All of these disappointments will wring your hands at the top. Rich countries can reaffirm their willingness to lend. They may offer a figure aggregated over several years, such as $ 500 billion between 2020 and 2025. But no country is likely to quickly adjust its new NDC. Their design requires months of work and coordination between ministries.

Instead, progress in Glasgow will likely have to come from agreements reached in closer debates, the results of which will help countries implement their existing climate strategies and make them more likely to increase their ambitions in the future. . One of the tasks is to agree on the rules of international carbon markets, such as what double counting means when it comes to carbon credits.

A second debate focuses on “loss and damage”, that is, to what extent countries that will suffer the most from climate change should be compensated. The subject is taboo among rich countries. In Paris, they eventually allowed the concept to be mentioned in the deal, but resisted language that might actually lead to something. Poor countries hope to put it at the top of the agenda and lay the foundations for more concrete discussions in the future.

Third, there is the effort to get governments to sign sector-level commitments, such as stopping coal combustion, banning the sale of internal combustion engines, and stopping deforestation. The Global Methane Pledge, a promising new deal, calls for reducing global methane emissions by at least 30% from 2020 levels by 2030. Its backers are America and the United States. EU. Measured over 20 years, a tonne of methane causes 86 times greater warming than a tonne of carbon dioxide, but the gas is naturally removed from the atmosphere much faster than CO2. The Climate and Clean Air Coalition, made up of governments and lobby groups, says halving human-made methane emissions by 2050 could lower temperatures by around 0.2 ° C.

The fourth topic is what Helen Mountford of the World Resources Institute, a think tank, calls “keeping 1.5 ° C alive.” Environmental groups and some governments want countries to recognize that the world is failing to slow global warming and explicitly state that they want to keep the increase below 1.5 ° C. China and India declined to support a statement similar to the g20 summit in July. They believe that if temperature targets are revised, so should climate finance targets.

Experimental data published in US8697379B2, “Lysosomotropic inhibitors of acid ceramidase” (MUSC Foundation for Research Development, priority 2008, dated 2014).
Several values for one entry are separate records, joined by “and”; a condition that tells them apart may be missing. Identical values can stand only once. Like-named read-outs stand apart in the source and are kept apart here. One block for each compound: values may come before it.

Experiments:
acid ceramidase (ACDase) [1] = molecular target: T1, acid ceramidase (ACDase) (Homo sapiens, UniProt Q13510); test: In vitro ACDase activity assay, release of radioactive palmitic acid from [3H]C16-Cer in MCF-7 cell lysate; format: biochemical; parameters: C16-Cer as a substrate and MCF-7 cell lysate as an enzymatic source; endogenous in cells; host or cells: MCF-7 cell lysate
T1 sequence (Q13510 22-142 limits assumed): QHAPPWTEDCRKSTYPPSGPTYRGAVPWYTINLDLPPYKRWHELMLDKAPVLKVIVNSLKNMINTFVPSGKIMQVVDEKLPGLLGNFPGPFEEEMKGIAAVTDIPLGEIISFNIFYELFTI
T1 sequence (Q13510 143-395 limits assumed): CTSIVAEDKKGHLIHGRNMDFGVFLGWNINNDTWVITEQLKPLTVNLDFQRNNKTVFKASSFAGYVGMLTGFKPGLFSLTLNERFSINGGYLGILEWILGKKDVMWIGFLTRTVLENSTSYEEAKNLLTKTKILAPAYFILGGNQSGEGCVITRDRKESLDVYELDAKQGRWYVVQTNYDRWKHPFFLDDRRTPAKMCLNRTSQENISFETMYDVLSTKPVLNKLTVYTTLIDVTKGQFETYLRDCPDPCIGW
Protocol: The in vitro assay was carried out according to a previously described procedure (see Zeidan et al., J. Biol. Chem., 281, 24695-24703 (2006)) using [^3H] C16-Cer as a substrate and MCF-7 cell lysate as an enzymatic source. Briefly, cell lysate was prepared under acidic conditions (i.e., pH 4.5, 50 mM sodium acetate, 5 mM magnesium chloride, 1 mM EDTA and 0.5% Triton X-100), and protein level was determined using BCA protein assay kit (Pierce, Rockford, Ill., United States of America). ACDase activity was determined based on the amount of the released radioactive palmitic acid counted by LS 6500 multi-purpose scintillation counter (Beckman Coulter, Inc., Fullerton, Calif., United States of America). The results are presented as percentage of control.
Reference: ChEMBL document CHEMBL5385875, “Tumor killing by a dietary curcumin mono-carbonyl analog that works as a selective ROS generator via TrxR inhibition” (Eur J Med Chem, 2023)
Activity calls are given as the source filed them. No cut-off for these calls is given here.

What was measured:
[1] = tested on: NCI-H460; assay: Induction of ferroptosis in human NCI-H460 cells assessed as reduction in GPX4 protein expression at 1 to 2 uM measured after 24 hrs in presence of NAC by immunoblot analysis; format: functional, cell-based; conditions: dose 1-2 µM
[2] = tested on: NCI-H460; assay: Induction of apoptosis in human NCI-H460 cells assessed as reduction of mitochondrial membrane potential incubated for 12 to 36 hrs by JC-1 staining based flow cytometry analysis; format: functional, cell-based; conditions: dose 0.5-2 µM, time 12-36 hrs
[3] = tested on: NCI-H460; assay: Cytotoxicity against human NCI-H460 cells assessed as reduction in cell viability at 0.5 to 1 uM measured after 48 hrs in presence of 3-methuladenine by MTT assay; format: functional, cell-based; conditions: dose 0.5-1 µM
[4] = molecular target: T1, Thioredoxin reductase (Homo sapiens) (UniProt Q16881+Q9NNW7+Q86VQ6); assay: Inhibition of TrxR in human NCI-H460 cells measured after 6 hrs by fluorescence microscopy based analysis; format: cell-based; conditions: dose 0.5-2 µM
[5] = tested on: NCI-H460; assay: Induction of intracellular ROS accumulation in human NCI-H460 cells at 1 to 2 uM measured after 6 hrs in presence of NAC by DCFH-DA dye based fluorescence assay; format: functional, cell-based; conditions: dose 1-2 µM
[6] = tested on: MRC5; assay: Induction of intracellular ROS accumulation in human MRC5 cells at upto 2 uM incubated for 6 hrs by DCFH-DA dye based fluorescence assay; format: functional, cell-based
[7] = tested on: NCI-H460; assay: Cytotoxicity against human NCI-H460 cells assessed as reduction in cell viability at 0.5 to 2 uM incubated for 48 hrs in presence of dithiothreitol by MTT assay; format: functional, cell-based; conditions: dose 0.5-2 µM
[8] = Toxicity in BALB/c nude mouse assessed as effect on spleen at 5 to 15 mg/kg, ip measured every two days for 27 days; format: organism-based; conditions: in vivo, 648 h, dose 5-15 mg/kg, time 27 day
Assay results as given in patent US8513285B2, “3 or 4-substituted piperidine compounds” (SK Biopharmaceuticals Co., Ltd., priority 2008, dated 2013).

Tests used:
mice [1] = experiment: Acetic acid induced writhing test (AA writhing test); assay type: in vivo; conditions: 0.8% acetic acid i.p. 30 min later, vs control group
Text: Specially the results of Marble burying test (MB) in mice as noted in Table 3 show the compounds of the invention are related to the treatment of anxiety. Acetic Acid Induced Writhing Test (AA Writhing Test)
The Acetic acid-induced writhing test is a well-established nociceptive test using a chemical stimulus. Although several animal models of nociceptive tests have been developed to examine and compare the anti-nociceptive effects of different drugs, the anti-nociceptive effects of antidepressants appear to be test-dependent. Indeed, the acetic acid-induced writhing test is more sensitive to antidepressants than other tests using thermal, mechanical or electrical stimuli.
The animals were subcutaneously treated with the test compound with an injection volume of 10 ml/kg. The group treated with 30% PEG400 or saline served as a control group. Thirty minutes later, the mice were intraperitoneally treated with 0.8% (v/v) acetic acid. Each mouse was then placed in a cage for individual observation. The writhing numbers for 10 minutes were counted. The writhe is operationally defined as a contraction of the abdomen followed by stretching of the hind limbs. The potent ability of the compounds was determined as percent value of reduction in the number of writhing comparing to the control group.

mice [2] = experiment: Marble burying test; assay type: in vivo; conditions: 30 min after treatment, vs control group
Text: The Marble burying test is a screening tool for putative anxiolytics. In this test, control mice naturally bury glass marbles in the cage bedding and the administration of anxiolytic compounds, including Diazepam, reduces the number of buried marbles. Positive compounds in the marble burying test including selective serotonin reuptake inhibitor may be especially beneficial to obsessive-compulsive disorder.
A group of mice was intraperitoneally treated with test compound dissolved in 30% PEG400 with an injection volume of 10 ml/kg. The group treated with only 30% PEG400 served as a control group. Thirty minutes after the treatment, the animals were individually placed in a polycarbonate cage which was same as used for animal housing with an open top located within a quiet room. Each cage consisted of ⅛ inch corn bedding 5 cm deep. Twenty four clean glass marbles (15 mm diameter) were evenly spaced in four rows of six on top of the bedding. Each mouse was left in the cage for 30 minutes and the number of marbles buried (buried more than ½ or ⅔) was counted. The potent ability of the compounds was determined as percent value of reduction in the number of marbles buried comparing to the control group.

A global energy shortage provides an unfortunate backdrop to the discussions. In Asia, coal shortages are forcing factories to cut production. European gas and electricity prices have gone crazy. Governments are watching Joe Biden trying to get legislation containing support for clean energy companies through Congress. The quarrels are a reminder of the difficulties democratic countries face when seeking to implement major climate reforms.

Covid-19 has increased the costs and risks of bringing negotiators to the top. Poor countries in particular can send less than usual. Even in normal times, they are at a disadvantage compared to wealthy places, which can send hordes of technocrats. The fact that many rich countries appear to have passed the worst of the pandemic, while the poor are still struggling there, will only reinforce these inequalities.

Neighborhood celebrations

All of this could deepen the usual factionalism. The delegations present at COP generally form three blocks. Poor countries ask the rich for more ambition and more money. The rich countries are trying to convince the emerging countries, which take the lion’s share of the growth in emissions, to pollute less. And emerging economies are trying to tell rich countries that they are in fact part of the poor and vulnerable group, while also reminding rich countries that they got to where they are today by polluting.

Yet there are signs that these old alliances are loosening. Emerging economies have fewer excuses for inaction than they did when Donald Trump was in the White House, says Laurence Tubiana of the European Climate Foundation, a lobby group (Mr. Trump has withdrawn America of the Paris Agreement; it acceded to it in February). Some, like South Africa, are getting more ambitious. In September, China said it would no longer fund new coal-fired power plants outside its borders. Natural disasters in rich countries, such as the floods in Germany that killed nearly 200 people, can bring a new sense of urgency.

Any progress made at COP26 is likely to be gradual, not a “big leap” of the kind that John Kerry, the US climate envoy, has promised. This will enrage the grassroots activists. And that hardly matches the scale of the challenge. In two years, a “global stocktake” planned under the Paris agreement will examine the extent to which governments are implementing their climate plans. If their most recent climate promises are any indication, the inventory could reveal a rather bare closet.

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This article appeared in the international section of the print edition under the title “Passionate Debates”